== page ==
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Office hours spring 2016: T 3:00-4:00, W 2:30-3:30 & by appt.
Nancy Bradbury teaches and studies the poetry of Chaucer, anonymous medieval romances and tales, medieval proverbs and other “microgenres,” literary representations of the language of medieval peasants, and the late 19th-century Gothic revival. She holds an A.B. from Smith College, an M.A. from Boston College and a Ph.D. from the University of California, Berkeley. Her current Smith courses include Chaucer, Victorian Medievalism, Arthurian Legend, the English Literary Tradition I, the Uses of Storytelling, and Mysteries and Investigations. She served as chair of the English department from 2008-11, and she participates in Smith’s Medieval Studies program and Book Studies concentration.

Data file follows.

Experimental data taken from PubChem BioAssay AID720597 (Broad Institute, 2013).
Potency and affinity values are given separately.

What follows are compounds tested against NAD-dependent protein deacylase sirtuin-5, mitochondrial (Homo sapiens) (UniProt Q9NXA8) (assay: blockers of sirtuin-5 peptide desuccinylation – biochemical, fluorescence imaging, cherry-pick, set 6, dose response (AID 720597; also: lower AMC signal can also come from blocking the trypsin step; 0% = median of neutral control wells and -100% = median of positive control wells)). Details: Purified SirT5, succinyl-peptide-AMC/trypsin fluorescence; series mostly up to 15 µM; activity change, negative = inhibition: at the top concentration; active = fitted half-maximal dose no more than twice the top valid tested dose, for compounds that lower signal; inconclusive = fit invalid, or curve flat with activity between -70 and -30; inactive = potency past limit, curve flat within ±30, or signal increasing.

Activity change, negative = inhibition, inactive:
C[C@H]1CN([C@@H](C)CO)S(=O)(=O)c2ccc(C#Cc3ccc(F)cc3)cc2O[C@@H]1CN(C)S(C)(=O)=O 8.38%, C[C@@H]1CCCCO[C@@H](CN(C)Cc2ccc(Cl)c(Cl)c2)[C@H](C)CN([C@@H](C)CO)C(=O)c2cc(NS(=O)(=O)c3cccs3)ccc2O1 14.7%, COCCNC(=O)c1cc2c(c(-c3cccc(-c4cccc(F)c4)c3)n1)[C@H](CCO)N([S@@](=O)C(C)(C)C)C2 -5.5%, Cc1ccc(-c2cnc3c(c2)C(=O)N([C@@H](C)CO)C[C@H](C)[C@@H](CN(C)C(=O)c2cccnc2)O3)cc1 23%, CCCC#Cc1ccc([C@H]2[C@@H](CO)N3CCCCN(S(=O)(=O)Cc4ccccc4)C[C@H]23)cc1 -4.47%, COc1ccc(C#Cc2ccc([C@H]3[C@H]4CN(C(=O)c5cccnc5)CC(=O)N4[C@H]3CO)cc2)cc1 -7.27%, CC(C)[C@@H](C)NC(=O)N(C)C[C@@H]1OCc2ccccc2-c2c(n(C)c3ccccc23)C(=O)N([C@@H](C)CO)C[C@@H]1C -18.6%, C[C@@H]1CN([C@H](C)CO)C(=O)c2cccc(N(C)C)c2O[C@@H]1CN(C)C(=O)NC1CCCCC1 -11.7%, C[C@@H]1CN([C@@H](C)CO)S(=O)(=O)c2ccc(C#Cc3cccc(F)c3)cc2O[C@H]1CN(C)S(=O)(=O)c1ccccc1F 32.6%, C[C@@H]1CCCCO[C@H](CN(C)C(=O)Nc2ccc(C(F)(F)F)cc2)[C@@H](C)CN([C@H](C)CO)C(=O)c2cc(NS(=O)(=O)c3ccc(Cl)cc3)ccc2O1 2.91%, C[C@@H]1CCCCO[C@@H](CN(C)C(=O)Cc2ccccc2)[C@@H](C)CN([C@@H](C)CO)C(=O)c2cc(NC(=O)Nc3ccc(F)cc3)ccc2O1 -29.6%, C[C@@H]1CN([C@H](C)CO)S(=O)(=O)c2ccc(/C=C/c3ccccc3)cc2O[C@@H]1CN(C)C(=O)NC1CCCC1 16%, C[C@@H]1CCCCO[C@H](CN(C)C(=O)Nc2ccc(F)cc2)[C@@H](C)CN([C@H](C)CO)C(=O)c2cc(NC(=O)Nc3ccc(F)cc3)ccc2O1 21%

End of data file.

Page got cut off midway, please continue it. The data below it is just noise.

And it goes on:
Professor Bradbury's recent scholarly projects include a co-edited special issue of Chaucer Review devoted to the topic "Time, Measure, and Value" (with Carolyn P. Collette, 2009); a dual language edition (Latin and Middle English) of The Dialogue of Solomon and Marcolf (with Scott Bradbury, forthcoming); and the chapter “Popular Romance” in Blackwell’s Companion to Medieval Poetry (2010). Her publications on Middle English romance include recent pieces on violence in The Tale of Gamelyn (2012) and peasant speech in The Taill of Rauf Coilyear (2011). A 2008 article in the interdisciplinary journal Speculum explores the rivalry between clerical and peasant wisdom in the Latin Dialogue of Solomon and Marcolf. Other essays and her 1998 book, Writing Aloud: Storytelling in Fourteenth-Century England, reflect her longstanding interest in medieval literacy and orality, elite vs. popular narrative forms and the folklore of medieval England.